Too. Fucking. Late. It was too late. Before he fired off that last sentence, The Chad and I had already exchanged I-goddamn-well-dare-you glances, eyebrows raised. The Birthday Elephant, Hanno, swooped and looped his trunk under his mighty head to scratch his chin, and consider the proposition with us. Tonight would be the continuation and the finale of the 28th birthday festivities. Every member of Our Merry Posse had to drink as much as they could – irrespective of consequence. Why? Because the number 28 is precipitously close to the number 30, an age whose associations need no further explication. Because the core members of this large group are scattered across at least four countries. When will another opportunity arise to so fully celebrate someone’s birthday? And because, “What Would Khanzir Do?” Tonight, it was ‘now or never’ as we all solemnly resolved to drink far, far too much in the hour we were allotted.

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Thanks for reading!  I’ll greet you next week, my audience, with a ‘proper’ entry.  Leave me, O’ Lingering Holiday Indolence!

What Percentage Of Fights Go To The Ground?

The readers of this blog are, primarily, practitioners of Brazilian Jiu-Jitsu, a martial art whose body of expertise lies inside the framework of ground fighting. Reflecting on this fact, and having just finished reading some patently absurd martial arts blog espousing some very ignorant ideas about the merits of ground fighting, I found myself wondering:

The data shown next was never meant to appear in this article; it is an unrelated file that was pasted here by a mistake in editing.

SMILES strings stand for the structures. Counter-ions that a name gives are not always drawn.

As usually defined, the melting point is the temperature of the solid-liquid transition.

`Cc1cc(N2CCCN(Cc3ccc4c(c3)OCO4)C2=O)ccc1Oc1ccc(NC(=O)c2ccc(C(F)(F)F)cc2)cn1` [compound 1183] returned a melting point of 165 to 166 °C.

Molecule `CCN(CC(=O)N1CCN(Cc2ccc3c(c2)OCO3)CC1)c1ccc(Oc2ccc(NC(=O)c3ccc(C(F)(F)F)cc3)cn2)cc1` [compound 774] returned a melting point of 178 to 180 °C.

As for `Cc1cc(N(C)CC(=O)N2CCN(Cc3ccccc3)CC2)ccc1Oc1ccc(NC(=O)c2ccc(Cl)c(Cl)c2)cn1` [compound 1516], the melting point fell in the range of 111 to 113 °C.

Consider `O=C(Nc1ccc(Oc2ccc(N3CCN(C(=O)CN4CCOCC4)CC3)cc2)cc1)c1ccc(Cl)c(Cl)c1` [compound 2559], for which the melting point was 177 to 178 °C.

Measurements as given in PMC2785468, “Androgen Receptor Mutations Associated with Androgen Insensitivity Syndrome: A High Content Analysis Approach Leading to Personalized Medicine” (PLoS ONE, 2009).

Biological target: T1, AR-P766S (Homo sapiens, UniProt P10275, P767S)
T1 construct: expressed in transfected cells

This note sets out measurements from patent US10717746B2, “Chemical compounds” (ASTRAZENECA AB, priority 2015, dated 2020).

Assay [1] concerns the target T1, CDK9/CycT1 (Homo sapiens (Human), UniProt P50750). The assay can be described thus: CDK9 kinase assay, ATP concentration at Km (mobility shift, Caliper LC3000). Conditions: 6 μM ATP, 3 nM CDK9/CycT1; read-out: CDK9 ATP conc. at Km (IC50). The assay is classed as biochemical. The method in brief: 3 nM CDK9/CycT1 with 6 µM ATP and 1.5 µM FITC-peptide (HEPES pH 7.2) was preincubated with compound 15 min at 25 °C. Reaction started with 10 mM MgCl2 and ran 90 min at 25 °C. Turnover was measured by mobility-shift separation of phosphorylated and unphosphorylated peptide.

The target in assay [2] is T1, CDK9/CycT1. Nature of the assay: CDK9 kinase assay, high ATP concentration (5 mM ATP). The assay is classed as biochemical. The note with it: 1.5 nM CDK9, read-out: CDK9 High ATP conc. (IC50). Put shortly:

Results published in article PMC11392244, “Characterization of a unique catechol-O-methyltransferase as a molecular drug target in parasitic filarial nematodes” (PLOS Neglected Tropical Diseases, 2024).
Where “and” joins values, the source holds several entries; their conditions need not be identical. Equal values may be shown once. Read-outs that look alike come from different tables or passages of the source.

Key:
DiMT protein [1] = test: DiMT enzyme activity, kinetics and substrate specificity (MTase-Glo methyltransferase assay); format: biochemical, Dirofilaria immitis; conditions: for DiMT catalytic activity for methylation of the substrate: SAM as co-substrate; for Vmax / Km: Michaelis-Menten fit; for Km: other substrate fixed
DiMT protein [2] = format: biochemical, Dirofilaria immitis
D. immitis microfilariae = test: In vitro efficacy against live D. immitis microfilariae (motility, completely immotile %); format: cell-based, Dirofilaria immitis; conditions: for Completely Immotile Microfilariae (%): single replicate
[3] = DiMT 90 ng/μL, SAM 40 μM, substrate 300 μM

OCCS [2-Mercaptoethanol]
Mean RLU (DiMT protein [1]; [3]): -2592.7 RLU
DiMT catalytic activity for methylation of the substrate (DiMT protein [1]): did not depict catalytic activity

What percentage of fights go to the ground?

The most commonly touted statistic is that 90% to 95% of fights go to the ground. The problem is not that it sounds implausible. I am willing, in principle, to believe it. But this a question of fact, not of opinion. So where are the citations? Where are the original studies? On what evidence is this claim based?

And that’s the strange thing, really. There is, by my account, a palpable lack of hard data on the question.1 The percentage is originally claimed to have been derived from something published by the LAPD. Deeper digging led me to this study originally published in 1997 by The American Society of Law Enforcement Trainers, “Use of Force Training Seminar: Future of Non-Lethal Force Training – Reality Based and Integrating Techniques for Non-Lethal Force Training.”2

According to the study, the LAPD made 316,525 arrests in 1988. Of those arrests made, “2,031 incidents contained a sufficient level of aggressive resistance by a suspect toward the officer to qualify as an altercation.” A survey of the ways in which these altercations happen revealed that 95% of the time, they unfolded in one of five patterns. “[A]nd 62% of those five types of altercations ended with the officer and subject on the ground with the officer locking and handcuffing the suspect.”

It seems, then, the original statistic being bandied about by a fair few amount of people was generated from a misunderstanding. What we can say from this 15 year-old study is that 62% of the altercations ended with the officer on the ground, applying a joint lock, and arresting the perpetrator. But it’s hard to know how much bearing, if any, this has on fights between civilians. Little, I think, for fairly obvious reasons.